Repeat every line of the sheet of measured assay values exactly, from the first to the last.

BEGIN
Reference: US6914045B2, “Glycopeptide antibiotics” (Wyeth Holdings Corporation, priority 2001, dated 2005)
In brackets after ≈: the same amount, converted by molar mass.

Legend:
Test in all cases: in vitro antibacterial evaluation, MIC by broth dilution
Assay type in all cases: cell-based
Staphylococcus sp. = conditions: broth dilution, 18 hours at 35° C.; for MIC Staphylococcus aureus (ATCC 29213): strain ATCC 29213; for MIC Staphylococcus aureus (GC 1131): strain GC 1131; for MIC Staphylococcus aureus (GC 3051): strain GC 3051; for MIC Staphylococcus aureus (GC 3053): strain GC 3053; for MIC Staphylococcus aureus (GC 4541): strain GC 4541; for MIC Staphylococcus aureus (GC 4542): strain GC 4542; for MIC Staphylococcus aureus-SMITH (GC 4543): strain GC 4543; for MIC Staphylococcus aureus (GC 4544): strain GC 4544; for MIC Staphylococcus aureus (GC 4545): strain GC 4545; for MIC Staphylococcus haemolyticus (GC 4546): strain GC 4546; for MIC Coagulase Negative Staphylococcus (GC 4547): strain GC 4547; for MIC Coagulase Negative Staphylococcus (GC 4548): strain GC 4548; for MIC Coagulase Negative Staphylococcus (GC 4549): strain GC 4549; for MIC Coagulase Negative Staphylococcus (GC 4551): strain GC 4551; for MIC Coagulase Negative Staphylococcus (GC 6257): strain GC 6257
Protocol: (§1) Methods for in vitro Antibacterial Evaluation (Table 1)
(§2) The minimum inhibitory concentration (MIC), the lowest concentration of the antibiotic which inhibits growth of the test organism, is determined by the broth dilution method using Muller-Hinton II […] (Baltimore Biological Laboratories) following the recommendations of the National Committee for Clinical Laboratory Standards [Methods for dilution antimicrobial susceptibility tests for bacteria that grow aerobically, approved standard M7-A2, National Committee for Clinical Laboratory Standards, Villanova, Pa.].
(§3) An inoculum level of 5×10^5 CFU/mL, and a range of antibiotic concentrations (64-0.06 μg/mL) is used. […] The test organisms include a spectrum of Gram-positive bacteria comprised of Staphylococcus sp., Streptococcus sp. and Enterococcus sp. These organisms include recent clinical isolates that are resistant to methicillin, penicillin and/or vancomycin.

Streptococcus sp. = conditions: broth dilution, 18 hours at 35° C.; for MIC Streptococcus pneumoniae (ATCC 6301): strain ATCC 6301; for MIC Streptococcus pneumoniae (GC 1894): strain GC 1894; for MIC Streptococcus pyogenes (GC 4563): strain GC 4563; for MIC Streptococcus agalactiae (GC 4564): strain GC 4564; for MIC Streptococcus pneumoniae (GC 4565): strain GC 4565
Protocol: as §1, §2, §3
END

Reference: US6914045B2, “Glycopeptide antibiotics” (Wyeth Holdings Corporation, priority 2001, dated 2005)
In brackets after ≈: the same amount, converted by molar mass.

Legend:
Test in all cases: in vitro antibacterial evaluation, MIC by broth dilution
Assay type in all cases: cell-based
Staphylococcus sp. = conditions: broth dilution, 18 hours at 35° C.; for MIC Staphylococcus aureus (ATCC 29213): strain ATCC 29213; for MIC Staphylococcus aureus (GC 1131): strain GC 1131; for MIC Staphylococcus aureus (GC 3051): strain GC 3051; for MIC Staphylococcus aureus (GC 3053): strain GC 3053; for MIC Staphylococcus aureus (GC 4541): strain GC 4541; for MIC Staphylococcus aureus (GC 4542): strain GC 4542; for MIC Staphylococcus aureus-SMITH (GC 4543): strain GC 4543; for MIC Staphylococcus aureus (GC 4544): strain GC 4544; for MIC Staphylococcus aureus (GC 4545): strain GC 4545; for MIC Staphylococcus haemolyticus (GC 4546): strain GC 4546; for MIC Coagulase Negative Staphylococcus (GC 4547): strain GC 4547; for MIC Coagulase Negative Staphylococcus (GC 4548): strain GC 4548; for MIC Coagulase Negative Staphylococcus (GC 4549): strain GC 4549; for MIC Coagulase Negative Staphylococcus (GC 4551): strain GC 4551; for MIC Coagulase Negative Staphylococcus (GC 6257): strain GC 6257
Protocol: (§1) Methods for in vitro Antibacterial Evaluation (Table 1)
(§2) The minimum inhibitory concentration (MIC), the lowest concentration of the antibiotic which inhibits growth of the test organism, is determined by the broth dilution method using Muller-Hinton II […] (Baltimore Biological Laboratories) following the recommendations of the National Committee for Clinical Laboratory Standards [Methods for dilution antimicrobial susceptibility tests for bacteria that grow aerobically, approved standard M7-A2, National Committee for Clinical Laboratory Standards, Villanova, Pa.].
(§3) An inoculum level of 5×10^5 CFU/mL, and a range of antibiotic concentrations (64-0.06 μg/mL) is used. […] The test organisms include a spectrum of Gram-positive bacteria comprised of Staphylococcus sp., Streptococcus sp. and Enterococcus sp. These organisms include recent clinical isolates that are resistant to methicillin, penicillin and/or vancomycin.

Streptococcus sp. = conditions: broth dilution, 18 hours at 35° C.; for MIC Streptococcus pneumoniae (ATCC 6301): strain ATCC 6301; for MIC Streptococcus pneumoniae (GC 1894): strain GC 1894; for MIC Streptococcus pyogenes (GC 4563): strain GC 4563; for MIC Streptococcus agalactiae (GC 4564): strain GC 4564; for MIC Streptococcus pneumoniae (GC 4565): strain GC 4565
Protocol: as §1, §2, §3